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Missing Family? 5 Steps to survive homesickness this Covid Christmas.

Can’t See Family this Covid Christmas? We explore steps to help see you through the holiday period away from home.

During the coronavirus pandemic, many people across the globe have experienced the extremes of distance and separation from loved ones. Stress, anxiety, loneliness, insecurity, disappointment, and depression are just some of the emotions that come with being separated from your loved ones.

In our homes, apart, we have felt a longing for the places we can’t go and people we can’t see.

Homesickness is a natural part of moving to a new country and being away from your friends and family. No matter how long you have been away, it can take some time to adjust to a different environment. For many people living abroad, Christmas can be a difficult time, but it is fair to say that this year may be even more difficult due to the limitations of travelling. Borders are closed and movement restricted between certain countries, so whether you’re in the UK or Australia, home can feel very far away right now.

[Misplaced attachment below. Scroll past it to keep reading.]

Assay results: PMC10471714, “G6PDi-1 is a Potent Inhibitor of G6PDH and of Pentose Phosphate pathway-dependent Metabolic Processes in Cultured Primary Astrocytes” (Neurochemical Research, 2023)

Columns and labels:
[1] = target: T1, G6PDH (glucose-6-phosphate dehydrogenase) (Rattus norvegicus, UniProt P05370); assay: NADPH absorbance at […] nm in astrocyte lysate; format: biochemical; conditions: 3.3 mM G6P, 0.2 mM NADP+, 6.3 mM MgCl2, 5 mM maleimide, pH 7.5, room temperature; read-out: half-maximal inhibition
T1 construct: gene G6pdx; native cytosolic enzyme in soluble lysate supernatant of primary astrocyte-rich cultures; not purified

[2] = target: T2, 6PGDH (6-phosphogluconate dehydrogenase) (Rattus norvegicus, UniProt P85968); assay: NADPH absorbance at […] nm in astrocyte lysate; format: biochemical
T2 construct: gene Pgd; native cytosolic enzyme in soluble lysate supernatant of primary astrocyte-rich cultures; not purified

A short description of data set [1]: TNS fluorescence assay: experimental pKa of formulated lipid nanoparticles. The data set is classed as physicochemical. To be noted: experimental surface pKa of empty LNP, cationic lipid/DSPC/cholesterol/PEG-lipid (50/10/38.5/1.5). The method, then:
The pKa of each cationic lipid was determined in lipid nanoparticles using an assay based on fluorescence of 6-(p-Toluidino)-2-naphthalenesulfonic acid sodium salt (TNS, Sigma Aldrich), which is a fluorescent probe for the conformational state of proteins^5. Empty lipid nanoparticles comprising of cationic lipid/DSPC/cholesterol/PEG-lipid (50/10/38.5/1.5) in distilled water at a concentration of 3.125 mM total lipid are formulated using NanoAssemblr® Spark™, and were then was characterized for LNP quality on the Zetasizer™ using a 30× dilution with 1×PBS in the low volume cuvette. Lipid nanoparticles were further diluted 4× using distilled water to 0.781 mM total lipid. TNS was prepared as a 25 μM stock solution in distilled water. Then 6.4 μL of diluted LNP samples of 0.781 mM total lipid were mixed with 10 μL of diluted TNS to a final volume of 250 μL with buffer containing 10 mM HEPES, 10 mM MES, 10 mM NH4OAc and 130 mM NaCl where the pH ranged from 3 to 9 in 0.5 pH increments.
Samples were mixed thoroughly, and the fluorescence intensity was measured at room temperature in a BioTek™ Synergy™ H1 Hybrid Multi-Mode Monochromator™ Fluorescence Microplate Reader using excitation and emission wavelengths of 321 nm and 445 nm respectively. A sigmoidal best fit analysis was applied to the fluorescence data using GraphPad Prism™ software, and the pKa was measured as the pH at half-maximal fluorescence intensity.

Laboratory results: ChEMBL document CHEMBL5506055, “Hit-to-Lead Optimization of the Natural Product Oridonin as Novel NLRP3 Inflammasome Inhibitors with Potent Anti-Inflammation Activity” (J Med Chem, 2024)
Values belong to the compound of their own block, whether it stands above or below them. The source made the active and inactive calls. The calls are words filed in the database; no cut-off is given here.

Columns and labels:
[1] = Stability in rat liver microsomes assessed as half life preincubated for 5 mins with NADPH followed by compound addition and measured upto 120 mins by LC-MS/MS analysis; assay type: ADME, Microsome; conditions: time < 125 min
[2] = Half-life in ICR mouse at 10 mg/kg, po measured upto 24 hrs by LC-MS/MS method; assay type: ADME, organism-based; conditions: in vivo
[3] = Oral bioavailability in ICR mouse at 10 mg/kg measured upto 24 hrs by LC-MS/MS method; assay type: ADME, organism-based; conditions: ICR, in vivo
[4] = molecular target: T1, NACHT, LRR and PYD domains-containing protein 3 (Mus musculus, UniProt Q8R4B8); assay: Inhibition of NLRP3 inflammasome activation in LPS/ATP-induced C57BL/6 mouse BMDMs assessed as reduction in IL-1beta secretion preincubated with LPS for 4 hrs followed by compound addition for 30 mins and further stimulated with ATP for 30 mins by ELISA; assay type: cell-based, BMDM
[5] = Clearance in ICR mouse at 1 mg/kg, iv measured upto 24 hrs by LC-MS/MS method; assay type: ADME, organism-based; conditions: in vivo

If you are away from home and feeling a great sense of sadness or homesickness, it is important to remember that these feelings are normal. This month’s blog is about offering support to those who cannot be with their friends and family during the holidays with some practical tips on how to protect your mental health during the final fortnight of 2020.

What is Homesickness?

Homesickness is an emotional state of mind, where the affected person experiences intense feelings of longing due to separation from the home environment and loved ones. The feelings that are most identified with homesickness are nostalgia, grief, depression, anxiety, sadness, and withdrawal.

How to protect your mental health when Homesickness hits